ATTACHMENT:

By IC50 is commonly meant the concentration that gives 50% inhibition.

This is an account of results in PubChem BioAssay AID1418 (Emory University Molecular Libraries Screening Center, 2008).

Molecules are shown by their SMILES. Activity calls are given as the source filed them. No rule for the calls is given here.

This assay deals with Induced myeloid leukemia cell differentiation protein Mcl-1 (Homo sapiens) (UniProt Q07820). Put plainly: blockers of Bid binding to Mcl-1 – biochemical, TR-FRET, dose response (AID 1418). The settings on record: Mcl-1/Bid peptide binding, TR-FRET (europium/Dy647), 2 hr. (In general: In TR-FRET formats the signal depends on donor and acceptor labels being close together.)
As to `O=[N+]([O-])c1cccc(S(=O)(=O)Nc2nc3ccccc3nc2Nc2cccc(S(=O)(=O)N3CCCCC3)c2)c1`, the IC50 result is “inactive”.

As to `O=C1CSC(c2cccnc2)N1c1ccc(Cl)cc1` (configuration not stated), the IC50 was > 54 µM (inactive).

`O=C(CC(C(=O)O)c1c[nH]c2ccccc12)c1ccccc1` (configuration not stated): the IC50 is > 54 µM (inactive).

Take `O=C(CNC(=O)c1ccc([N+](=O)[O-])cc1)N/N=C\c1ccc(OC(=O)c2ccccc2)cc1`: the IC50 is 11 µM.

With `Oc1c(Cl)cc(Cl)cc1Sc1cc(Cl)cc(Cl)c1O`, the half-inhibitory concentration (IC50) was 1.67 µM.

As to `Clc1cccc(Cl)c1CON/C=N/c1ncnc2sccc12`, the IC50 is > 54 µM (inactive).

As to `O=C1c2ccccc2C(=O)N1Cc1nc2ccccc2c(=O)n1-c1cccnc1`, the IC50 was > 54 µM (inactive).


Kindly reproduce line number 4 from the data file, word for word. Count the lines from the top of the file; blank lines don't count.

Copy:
This assay deals with Induced myeloid leukemia cell differentiation protein Mcl-1 (Homo sapiens) (UniProt Q07820). Put plainly: blockers of Bid binding to Mcl-1 – biochemical, TR-FRET, dose response (AID 1418). The settings on record: Mcl-1/Bid peptide binding, TR-FRET (europium/Dy647), 2 hr. (In general: In TR-FRET formats the signal depends on donor and acceptor labels being close together.)